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The move of Ian Watt to SecDef is being interpreted as the government moving to bring Defence under control and making sure it scrapes out the $20b in savings promised. True, the budget and Defence finances are likely to hit a wall in the next year or two—and might even be one more reason for an early 2010 election.

But far from bringing Defence under control, it further diminishes oversight of the military and their task: it risks leaving CDF in control of everything but accounting.  There is no path for alternate for alternate civilian advice to the Minister—or given the military’s influence in PM&C, to the Government—on strategy, operations or capability.  Watt will be focussed on the books.  Unless he deliberately moves to strengthen civilian capability in strategy, operations and capability inside the Department—for which he must have the absolute endorsement of both Faulkner and Rudd—he will be ‘Master of Caravan’ only, and the diarchy, and with it civilian control, will be dead.

And let’s not forget the signals sent by Nick Warner’s future.  His move to ASIS is ostensibly a demotion; that role is an agency head, a lesser position and not a secretary-ship, and one out of sight and out of mind.  When Defence is a problem, civilians are punished.

Three pieces recently caught my attention:

They’re short pieces, so I recommend reading each.  But together they point to more deeper systemic change—and here I’m pushing further some of the points raised by Tom Mahnken in particular.  I’ll make a start here on some of those issues, and add to them over the next few days.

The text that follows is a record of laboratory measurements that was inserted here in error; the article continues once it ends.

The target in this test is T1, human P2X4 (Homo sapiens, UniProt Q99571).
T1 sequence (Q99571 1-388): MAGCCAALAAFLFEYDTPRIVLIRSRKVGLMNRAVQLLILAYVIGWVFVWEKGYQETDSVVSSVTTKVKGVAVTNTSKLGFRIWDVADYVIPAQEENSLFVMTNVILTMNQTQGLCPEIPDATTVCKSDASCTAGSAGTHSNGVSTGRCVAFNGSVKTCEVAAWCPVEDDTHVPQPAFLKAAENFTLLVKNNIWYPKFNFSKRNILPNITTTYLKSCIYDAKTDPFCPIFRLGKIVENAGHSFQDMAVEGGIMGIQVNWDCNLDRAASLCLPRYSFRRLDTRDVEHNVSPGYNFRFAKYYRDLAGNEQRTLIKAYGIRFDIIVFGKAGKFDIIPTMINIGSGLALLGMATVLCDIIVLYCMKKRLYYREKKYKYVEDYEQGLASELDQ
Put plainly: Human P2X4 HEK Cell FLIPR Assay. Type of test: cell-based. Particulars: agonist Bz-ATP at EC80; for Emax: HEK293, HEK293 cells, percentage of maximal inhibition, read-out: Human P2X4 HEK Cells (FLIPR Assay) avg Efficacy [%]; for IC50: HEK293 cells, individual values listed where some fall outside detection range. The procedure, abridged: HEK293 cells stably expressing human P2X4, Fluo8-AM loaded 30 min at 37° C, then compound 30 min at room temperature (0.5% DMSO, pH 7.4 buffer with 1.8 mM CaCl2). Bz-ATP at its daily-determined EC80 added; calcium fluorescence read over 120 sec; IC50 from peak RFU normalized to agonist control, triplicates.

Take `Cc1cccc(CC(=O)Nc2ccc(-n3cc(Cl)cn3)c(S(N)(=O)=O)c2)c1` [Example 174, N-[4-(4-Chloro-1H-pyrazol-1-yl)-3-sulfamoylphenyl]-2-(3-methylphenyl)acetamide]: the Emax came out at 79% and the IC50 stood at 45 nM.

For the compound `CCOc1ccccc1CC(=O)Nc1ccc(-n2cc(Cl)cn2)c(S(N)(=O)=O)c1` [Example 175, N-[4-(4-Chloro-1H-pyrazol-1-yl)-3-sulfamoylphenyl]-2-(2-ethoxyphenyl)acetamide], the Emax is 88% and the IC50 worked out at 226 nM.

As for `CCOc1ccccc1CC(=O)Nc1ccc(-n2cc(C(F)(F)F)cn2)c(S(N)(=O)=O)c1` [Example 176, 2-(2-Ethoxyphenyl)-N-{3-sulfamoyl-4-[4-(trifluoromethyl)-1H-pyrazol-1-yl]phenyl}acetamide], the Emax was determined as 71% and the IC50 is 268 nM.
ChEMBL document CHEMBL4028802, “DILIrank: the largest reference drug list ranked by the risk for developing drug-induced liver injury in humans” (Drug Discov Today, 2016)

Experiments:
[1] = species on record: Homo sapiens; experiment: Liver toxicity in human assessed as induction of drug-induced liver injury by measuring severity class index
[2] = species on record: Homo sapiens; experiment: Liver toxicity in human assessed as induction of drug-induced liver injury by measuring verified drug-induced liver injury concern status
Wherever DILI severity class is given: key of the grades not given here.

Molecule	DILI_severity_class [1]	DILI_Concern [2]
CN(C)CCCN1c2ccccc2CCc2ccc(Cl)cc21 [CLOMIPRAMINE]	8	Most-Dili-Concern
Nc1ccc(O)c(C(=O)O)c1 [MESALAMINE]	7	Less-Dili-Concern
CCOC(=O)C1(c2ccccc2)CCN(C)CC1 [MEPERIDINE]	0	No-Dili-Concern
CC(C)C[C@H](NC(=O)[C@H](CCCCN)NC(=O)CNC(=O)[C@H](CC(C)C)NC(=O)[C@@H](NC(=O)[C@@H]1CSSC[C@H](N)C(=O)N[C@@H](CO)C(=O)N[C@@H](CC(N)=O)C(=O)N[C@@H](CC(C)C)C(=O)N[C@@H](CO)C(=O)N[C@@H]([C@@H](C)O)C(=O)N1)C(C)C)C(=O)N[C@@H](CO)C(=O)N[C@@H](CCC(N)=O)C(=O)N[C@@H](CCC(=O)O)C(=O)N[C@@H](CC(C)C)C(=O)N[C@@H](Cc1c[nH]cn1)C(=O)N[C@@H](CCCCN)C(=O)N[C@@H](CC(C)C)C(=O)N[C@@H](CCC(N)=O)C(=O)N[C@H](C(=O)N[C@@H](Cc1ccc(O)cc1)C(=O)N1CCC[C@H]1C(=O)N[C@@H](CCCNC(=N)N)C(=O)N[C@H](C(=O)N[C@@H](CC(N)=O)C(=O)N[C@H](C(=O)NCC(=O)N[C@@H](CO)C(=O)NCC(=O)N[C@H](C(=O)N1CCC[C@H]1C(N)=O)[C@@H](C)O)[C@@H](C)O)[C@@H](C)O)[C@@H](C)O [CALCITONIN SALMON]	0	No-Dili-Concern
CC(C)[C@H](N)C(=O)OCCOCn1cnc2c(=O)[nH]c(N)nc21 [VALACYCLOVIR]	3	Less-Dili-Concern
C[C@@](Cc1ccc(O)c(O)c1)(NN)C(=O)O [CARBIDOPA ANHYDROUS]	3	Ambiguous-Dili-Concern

First, like the printing press, present-day information technologies have weakened traditional state structures and processes.  Take the military itself.  That sacrosanct element of the modern, western conventional armed forces, the command structure, is being challenged by its senior-most echelons.  True, senior officers could always reach down to direct junior underlings.  But now information technologies have much enhanced the ability of senior commanders to reach down, real-time, around the slower chain of command to the point of attention.  Consider comments by the-then CDF, Peter Cosgrove, in 2003:

For me, the first two hours of a relatively long day were spent poring over the website reading the various reports, following up on them by email, by telephone and face-to-face.


Our Special forces could send us data including images from enemy territory. We could send them, from any level of command, anything from military orders to the rugby scores.

That reach-down can have an erosive effect on confidence within the chain of command.    Because they can, every issue–most often tactical matters–becomes worthy of the attention of the chief of service or defence force.

And it has a further consequence.  Modern technologies allow generals to relive their days as lieutenants and captains in the field without the attendant dangers.  They risk falling into the trap of addressing the problem they felt they could solve—as they had before—rather than those they should attempt to solve (Dörner 1996).  And it reinforces the focus of attention on the tactical over the operational, let alone strategic.

The issues aren’t confined to the military, but affect governance and accountability.  In a certain worlds, focussing purely on the tactical, once setting the direction, can suffice to achieve good outcomes.  But that’s not the world we live in.  Our strategic environment is fluid, changing, and as it shifts and changes our interests, goals and the best means to achieve them also change.  We need a constant dialogue between the strategic, the operational and the tactical, and a much more adaptable approach.  That’s hard to achieve in a system that inherently assumes stasis and stability, promotes dated benchmarks, and seeks to enforce certainty through tightly coupling capability to a parsimonious strategic vision.